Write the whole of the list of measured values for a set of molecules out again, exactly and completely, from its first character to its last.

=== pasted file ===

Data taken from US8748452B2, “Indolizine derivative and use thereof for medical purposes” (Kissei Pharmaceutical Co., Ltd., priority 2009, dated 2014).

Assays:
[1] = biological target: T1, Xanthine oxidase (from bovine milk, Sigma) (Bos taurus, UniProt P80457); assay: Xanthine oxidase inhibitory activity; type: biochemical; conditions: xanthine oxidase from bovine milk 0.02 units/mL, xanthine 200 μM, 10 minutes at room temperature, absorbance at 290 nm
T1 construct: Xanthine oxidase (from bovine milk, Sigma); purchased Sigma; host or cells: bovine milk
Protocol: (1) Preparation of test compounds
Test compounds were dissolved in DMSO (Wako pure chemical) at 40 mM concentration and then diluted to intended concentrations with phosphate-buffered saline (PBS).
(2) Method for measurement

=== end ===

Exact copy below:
Data taken from US8748452B2, “Indolizine derivative and use thereof for medical purposes” (Kissei Pharmaceutical Co., Ltd., priority 2009, dated 2014).

Assays:
[1] = biological target: T1, Xanthine oxidase (from bovine milk, Sigma) (Bos taurus, UniProt P80457); assay: Xanthine oxidase inhibitory activity; type: biochemical; conditions: xanthine oxidase from bovine milk 0.02 units/mL, xanthine 200 μM, 10 minutes at room temperature, absorbance at 290 nm
T1 construct: Xanthine oxidase (from bovine milk, Sigma); purchased Sigma; host or cells: bovine milk
Protocol: (1) Preparation of test compounds
Test compounds were dissolved in DMSO (Wako pure chemical) at 40 mM concentration and then diluted to intended concentrations with phosphate-buffered saline (PBS).
(2) Method for measurement